It’s been 3 years now since the bad thing that shall not be named took over and changed just about everything in our lives. As much as we’ve all been more than ready to put that chapter behind us, its effects have lingered and have been wreaking havoc on shelters and rescuers nationwide.

In August 2022, the only no-kill shelter in my old home town declared it had to close its doors; in October a Bully Breed rescue had to make the same decision after 15 years of incredible efforts; and just recently this month, a rescue marked their 10 year anniversary in the same, ill-fated manner. Unfortunately, these stories are far from unique, but we’re helpless to stop it. Aren’t we?

What are some of the causes?

The biggest thing that changed for everyone at the start of 2020 was daily operations. Businesses were forced to scale back their in-office hours due to public safety, which forced some employees to seek work elsewhere. Additionally, some businesses were forced to let go of their employees just to maintain their overhead. If all of these employees were now finding new jobs or working two jobs to make ends meet, what time did they have left to pick up the mantle for animals? What money did they have to donate so that their local rescue hero could keep going? What resources could they provide for the animal they so desperately wanted to adopt?

Additionally, since lockdowns also affected vet clinics, we had a drastic decrease in spay/neuter surgeries that never quite bounced back to what they were. Research conducted by Frontiers in Veterinary Science in September of last year suggests a potential deficit of over 2 million surgeries that otherwise would have been performed. Add to that, they found some clinics chose to avoid closure by converting to a wellness only practice, and stopped performing spay/neuters all together.

How do we fix it?

We know how! It’s the same tried and true as before. Gather donations, encourage volunteers, raise awareness.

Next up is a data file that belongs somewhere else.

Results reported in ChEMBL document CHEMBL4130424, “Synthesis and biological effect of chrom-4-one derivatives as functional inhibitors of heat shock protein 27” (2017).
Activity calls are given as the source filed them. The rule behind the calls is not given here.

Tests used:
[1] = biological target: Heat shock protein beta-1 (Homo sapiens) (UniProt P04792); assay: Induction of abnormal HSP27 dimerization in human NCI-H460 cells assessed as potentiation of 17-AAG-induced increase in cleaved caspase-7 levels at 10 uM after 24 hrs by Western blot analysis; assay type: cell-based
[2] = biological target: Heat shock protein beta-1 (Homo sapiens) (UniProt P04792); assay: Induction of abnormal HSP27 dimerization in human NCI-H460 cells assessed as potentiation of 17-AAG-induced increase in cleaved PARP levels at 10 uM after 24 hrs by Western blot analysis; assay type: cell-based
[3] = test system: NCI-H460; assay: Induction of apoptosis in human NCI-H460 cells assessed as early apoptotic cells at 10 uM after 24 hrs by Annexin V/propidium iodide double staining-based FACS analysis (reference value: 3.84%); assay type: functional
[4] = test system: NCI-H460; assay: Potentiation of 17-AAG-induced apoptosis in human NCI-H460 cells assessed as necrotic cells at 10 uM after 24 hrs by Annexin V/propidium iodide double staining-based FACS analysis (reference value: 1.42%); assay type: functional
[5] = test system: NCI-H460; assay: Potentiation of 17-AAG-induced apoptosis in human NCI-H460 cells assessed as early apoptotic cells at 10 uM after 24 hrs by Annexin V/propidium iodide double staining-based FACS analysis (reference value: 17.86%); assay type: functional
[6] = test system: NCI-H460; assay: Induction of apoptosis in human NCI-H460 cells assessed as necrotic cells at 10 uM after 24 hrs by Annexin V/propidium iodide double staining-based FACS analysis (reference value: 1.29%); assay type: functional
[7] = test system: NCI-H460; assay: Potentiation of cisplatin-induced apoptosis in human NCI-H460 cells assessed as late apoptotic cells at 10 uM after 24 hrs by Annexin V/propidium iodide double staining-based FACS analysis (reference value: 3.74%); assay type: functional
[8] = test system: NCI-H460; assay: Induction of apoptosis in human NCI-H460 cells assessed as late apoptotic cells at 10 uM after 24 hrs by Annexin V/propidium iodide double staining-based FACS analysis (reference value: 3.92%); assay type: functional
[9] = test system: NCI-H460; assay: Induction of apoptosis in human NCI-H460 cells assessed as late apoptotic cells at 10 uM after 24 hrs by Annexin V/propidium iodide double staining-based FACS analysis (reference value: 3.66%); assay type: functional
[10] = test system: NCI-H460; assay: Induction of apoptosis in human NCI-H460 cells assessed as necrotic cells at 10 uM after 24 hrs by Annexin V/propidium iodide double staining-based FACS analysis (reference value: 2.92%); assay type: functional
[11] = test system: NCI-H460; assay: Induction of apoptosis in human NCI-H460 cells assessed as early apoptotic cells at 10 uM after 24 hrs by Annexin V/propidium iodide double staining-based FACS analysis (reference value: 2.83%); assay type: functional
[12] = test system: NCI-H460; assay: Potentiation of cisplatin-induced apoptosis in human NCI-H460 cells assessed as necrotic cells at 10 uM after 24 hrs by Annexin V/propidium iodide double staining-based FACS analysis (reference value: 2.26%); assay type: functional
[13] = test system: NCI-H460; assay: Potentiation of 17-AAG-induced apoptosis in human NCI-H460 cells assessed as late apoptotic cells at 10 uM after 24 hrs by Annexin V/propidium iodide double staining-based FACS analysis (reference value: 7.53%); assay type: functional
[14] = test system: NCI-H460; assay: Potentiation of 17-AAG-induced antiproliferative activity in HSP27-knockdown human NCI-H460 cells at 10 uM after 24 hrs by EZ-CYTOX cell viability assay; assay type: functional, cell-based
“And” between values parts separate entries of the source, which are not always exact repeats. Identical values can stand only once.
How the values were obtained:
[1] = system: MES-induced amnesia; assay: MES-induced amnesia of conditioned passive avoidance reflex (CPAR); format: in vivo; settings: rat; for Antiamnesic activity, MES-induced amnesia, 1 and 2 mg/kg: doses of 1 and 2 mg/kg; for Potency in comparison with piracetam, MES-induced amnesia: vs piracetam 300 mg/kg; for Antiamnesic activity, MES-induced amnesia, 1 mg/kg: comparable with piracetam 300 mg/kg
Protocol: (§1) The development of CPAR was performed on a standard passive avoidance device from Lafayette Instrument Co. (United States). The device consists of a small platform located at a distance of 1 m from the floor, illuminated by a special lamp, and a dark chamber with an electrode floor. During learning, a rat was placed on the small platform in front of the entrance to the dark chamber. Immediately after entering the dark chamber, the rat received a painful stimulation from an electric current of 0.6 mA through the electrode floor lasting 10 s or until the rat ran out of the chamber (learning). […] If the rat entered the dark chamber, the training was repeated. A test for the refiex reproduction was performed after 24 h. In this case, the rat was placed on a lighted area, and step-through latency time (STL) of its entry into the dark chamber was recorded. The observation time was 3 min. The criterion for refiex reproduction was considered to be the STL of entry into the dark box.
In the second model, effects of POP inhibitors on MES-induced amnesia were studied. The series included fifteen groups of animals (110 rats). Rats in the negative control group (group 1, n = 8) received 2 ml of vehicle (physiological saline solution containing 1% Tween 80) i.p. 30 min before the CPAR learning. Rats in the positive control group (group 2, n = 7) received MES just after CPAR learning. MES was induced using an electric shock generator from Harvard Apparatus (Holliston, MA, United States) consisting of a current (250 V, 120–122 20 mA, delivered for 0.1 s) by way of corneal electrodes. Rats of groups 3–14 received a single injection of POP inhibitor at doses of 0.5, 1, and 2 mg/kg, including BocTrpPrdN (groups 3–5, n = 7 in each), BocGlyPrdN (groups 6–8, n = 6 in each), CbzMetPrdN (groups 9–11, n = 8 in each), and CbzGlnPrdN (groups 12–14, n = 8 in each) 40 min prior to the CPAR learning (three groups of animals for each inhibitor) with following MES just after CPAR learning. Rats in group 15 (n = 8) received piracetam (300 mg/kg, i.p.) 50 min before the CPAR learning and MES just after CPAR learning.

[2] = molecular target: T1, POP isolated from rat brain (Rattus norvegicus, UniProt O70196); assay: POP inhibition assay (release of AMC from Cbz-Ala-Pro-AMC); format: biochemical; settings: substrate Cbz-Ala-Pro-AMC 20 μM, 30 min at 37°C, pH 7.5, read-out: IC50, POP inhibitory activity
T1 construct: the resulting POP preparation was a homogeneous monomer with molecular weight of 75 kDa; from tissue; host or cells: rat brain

“But that’s what we’ve been doing!” Says everyone reading this right now.

I challenge you to think about that a little. Have you been doing the same thing again and again, hoping it just takes purr-sistence?

I’ve been reaching out to rescues across the US and one of the common problems I’ve been hearing is when new ideas come to the table, a majority of people vote “If it ain’t broke, don’t fix it.” Well let me tell you, my friends, it’s broke.

So let’s fix it.

What’s the answer?

Innovation! Challenge the status quo and try something new.

Fundraising is one area where there is no limit to the imaginative ideas out there. Host a fun run, a color run, a walk-a-thon! There are apps to make organizing them a breeze. Reach out to your local Girl Scout or Boy Scout troops and see if you can get them involved. Are you a parent? Talk to your kids about involving the school to fundraise! Do you remember the fundraisers you did as a child? Smelly pencils, bake sales, car washes, those things were fun!

But kids aren’t the only ones. Those rescues I mentioned reaching out to before? They’ve got ideas too.

  • A calendar of pets rescued – with so many pictures to choose from, how do you narrow it down? By getting your community to cast their votes for their favorites! $1 per vote. The winning pictures make it into the calendar to be sold.
  • A memorial garden – donors can pay to have their gone but not fur-gotten pets memorialized. There are countless ways you can do this – a painted stone, a clay disk, a plant. Beautify your space with the generous contributions of people wanting to cherish animals.
  • Partner with a local artist – whether this means actual artwork or handcrafted art. Look to your community for underappreciated talent. Ask if they would be willing to donate any of their pieces to auction for a good cause and a percent share. Then also tag, link, and share the heck out of them!

Now granted, there’s not a lot we can do to directly help the vet situation, but I have to believe students are still one of the keys. Perhaps a campaign to bring the students off at UC-Davis and Cornell back to their hometowns to complete their preceptorships locally? Maybe they’ll be more likely to open their own clinics locally too. We also have to make people understand that being a non-profit is not the only legitimate way to help. Vets can still be paid while being affordable! One such program that offers online training courses to vets looking to be more accessible is Open Door Veterinary Collective, and if you’re a frequent flyer among the Maddie’s Pet Forum, you might even recognize some of their team members and advisors 😉.

At the end of the day, try to remember that life is an experiment, so why not make it a fun one? If I sleep a little longer, will I still make it to work on time? If I eat or drink this, will I have a better day? If I propose this new idea or give my support to someone else’s crazy idea, will it really help our cause?

Go find out! Make 2023 the year to explore.